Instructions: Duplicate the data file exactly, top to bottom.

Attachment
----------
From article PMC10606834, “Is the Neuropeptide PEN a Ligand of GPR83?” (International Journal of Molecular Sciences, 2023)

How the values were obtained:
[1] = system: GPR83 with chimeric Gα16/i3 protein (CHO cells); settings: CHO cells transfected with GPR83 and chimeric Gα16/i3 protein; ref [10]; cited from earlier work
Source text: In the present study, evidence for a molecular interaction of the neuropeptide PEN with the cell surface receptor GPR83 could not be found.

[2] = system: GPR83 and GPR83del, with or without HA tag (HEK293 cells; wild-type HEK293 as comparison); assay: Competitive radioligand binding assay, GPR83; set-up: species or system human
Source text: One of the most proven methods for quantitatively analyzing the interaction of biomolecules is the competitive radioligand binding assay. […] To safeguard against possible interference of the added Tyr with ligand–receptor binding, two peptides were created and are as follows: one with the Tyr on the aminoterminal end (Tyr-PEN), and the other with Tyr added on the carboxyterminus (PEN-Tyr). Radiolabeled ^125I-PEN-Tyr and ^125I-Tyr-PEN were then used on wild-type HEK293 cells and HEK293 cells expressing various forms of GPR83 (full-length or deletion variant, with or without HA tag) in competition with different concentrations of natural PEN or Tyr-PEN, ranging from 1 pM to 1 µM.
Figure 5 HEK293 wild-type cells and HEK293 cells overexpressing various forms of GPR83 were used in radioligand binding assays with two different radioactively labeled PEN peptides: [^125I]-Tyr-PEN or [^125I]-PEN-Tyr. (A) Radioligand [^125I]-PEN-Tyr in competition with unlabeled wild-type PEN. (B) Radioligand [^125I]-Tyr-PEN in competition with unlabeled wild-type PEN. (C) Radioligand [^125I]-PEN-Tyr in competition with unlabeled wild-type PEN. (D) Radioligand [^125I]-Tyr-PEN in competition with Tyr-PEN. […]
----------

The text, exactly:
From article PMC10606834, “Is the Neuropeptide PEN a Ligand of GPR83?” (International Journal of Molecular Sciences, 2023)

How the values were obtained:
[1] = system: GPR83 with chimeric Gα16/i3 protein (CHO cells); settings: CHO cells transfected with GPR83 and chimeric Gα16/i3 protein; ref [10]; cited from earlier work
Source text: In the present study, evidence for a molecular interaction of the neuropeptide PEN with the cell surface receptor GPR83 could not be found.

[2] = system: GPR83 and GPR83del, with or without HA tag (HEK293 cells; wild-type HEK293 as comparison); assay: Competitive radioligand binding assay, GPR83; set-up: species or system human
Source text: One of the most proven methods for quantitatively analyzing the interaction of biomolecules is the competitive radioligand binding assay. […] To safeguard against possible interference of the added Tyr with ligand–receptor binding, two peptides were created and are as follows: one with the Tyr on the aminoterminal end (Tyr-PEN), and the other with Tyr added on the carboxyterminus (PEN-Tyr). Radiolabeled ^125I-PEN-Tyr and ^125I-Tyr-PEN were then used on wild-type HEK293 cells and HEK293 cells expressing various forms of GPR83 (full-length or deletion variant, with or without HA tag) in competition with different concentrations of natural PEN or Tyr-PEN, ranging from 1 pM to 1 µM.
Figure 5 HEK293 wild-type cells and HEK293 cells overexpressing various forms of GPR83 were used in radioligand binding assays with two different radioactively labeled PEN peptides: [^125I]-Tyr-PEN or [^125I]-PEN-Tyr. (A) Radioligand [^125I]-PEN-Tyr in competition with unlabeled wild-type PEN. (B) Radioligand [^125I]-Tyr-PEN in competition with unlabeled wild-type PEN. (C) Radioligand [^125I]-PEN-Tyr in competition with unlabeled wild-type PEN. (D) Radioligand [^125I]-Tyr-PEN in competition with Tyr-PEN. […]